Dated: February 18, 2014

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IN THE UNITED STATES DISTRICT COURT FOR THE DISTRICT OF MARYLAND GREENBELT DIVISION BRETT KIMBERLIN, Plaintiff, v. NATIONAL BLOGGERS CLUB, et al., Defendants * * * * * * * * * * * * * * * Civil Action PWG 13-3059

NON-PARTY TWITCHY'S MEMORANDUM IN OPPOSITION TO PLAINTIFF'S MOTION TO CORRECT CASE CAPTION

Michael F. Smith The Smith Appellate Law Firm 1717 Pennsylvania Avenue N.W., Suite 1025 Washington, D.C. 20006 (202) 454-2860 Bar No. 29941 Counsel for Defendant Michelle Malkin and non-party Twitchy Date: February 18, 2014

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TABLE OF CONTENTS Page INDEX OF AUTHORITIES.......................................................................................................................ii FACTS.........................................................................................................................................................1 ARGUMENT...............................................................................................................................................3 I. Each of the grounds that justify denial of leave to amend a complaint is present here, and Mr. Kimberlin's motion should be denied......................................................3 A. Mr. Kimberlin has acted in bad faith with regard to the very thing he requests of this Court, permission to add Twitchy as a defendant.......................................3 Both Twitchy and this Court would be prejudiced by Twitchy's addition as a defendant.......................................................................................................................6 Amendment also would be futile.........................................................................................7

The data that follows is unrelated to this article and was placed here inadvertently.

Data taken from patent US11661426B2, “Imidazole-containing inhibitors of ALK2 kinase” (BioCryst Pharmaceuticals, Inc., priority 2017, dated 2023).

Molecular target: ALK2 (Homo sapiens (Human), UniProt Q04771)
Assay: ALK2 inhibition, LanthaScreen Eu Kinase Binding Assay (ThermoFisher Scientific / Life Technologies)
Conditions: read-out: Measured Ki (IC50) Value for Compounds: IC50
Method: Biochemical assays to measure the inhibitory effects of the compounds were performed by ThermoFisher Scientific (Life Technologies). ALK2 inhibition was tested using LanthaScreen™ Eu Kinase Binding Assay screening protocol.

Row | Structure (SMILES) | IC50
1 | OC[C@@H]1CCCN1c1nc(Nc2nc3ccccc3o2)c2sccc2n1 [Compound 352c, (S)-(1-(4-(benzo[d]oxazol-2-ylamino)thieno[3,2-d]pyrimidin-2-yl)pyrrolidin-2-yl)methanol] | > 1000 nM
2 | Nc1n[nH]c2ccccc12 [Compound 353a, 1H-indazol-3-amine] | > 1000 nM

B.

C.

CONCLUSION/RELIEF REQUESTED.....................................................................................................8 CERTIFICATE OF SERVICE....................................................................................................................9 ADDENDUM - UNPUBLISHED CASES